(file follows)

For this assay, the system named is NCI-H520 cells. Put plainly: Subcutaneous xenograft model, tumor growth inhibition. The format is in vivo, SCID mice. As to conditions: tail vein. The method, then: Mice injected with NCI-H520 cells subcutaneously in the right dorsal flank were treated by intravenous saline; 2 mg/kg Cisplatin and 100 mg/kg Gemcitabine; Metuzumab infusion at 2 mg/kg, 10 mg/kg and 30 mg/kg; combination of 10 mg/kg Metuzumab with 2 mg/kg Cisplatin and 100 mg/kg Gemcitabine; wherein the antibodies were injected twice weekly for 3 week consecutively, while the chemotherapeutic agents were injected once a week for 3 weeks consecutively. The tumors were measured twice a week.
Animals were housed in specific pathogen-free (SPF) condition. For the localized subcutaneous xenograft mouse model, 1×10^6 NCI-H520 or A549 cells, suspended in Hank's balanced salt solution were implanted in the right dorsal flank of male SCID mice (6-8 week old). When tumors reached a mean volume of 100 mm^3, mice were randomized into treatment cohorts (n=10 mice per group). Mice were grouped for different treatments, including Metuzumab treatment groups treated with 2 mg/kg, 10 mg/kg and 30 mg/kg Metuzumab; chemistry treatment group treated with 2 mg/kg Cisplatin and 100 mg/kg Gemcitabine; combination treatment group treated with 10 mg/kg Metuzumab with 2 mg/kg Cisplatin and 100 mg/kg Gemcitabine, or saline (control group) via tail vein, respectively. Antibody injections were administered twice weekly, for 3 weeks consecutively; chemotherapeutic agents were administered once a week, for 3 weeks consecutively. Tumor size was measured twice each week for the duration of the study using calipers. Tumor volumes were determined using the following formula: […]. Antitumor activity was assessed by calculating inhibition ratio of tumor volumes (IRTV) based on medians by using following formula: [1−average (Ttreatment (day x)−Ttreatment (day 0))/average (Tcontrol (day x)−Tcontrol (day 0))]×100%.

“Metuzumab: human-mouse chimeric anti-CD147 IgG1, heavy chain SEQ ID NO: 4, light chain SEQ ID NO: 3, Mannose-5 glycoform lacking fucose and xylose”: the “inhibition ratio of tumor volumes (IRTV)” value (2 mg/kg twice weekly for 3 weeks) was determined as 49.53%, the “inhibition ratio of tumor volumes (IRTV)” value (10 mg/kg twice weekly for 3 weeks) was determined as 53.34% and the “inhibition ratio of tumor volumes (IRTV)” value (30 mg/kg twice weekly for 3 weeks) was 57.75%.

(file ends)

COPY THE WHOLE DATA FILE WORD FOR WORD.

For this assay, the system named is NCI-H520 cells. Put plainly: Subcutaneous xenograft model, tumor growth inhibition. The format is in vivo, SCID mice. As to conditions: tail vein. The method, then: Mice injected with NCI-H520 cells subcutaneously in the right dorsal flank were treated by intravenous saline; 2 mg/kg Cisplatin and 100 mg/kg Gemcitabine; Metuzumab infusion at 2 mg/kg, 10 mg/kg and 30 mg/kg; combination of 10 mg/kg Metuzumab with 2 mg/kg Cisplatin and 100 mg/kg Gemcitabine; wherein the antibodies were injected twice weekly for 3 week consecutively, while the chemotherapeutic agents were injected once a week for 3 weeks consecutively. The tumors were measured twice a week.
Animals were housed in specific pathogen-free (SPF) condition. For the localized subcutaneous xenograft mouse model, 1×10^6 NCI-H520 or A549 cells, suspended in Hank's balanced salt solution were implanted in the right dorsal flank of male SCID mice (6-8 week old). When tumors reached a mean volume of 100 mm^3, mice were randomized into treatment cohorts (n=10 mice per group). Mice were grouped for different treatments, including Metuzumab treatment groups treated with 2 mg/kg, 10 mg/kg and 30 mg/kg Metuzumab; chemistry treatment group treated with 2 mg/kg Cisplatin and 100 mg/kg Gemcitabine; combination treatment group treated with 10 mg/kg Metuzumab with 2 mg/kg Cisplatin and 100 mg/kg Gemcitabine, or saline (control group) via tail vein, respectively. Antibody injections were administered twice weekly, for 3 weeks consecutively; chemotherapeutic agents were administered once a week, for 3 weeks consecutively. Tumor size was measured twice each week for the duration of the study using calipers. Tumor volumes were determined using the following formula: […]. Antitumor activity was assessed by calculating inhibition ratio of tumor volumes (IRTV) based on medians by using following formula: [1−average (Ttreatment (day x)−Ttreatment (day 0))/average (Tcontrol (day x)−Tcontrol (day 0))]×100%.

“Metuzumab: human-mouse chimeric anti-CD147 IgG1, heavy chain SEQ ID NO: 4, light chain SEQ ID NO: 3, Mannose-5 glycoform lacking fucose and xylose”: the “inhibition ratio of tumor volumes (IRTV)” value (2 mg/kg twice weekly for 3 weeks) was determined as 49.53%, the “inhibition ratio of tumor volumes (IRTV)” value (10 mg/kg twice weekly for 3 weeks) was determined as 53.34% and the “inhibition ratio of tumor volumes (IRTV)” value (30 mg/kg twice weekly for 3 weeks) was 57.75%.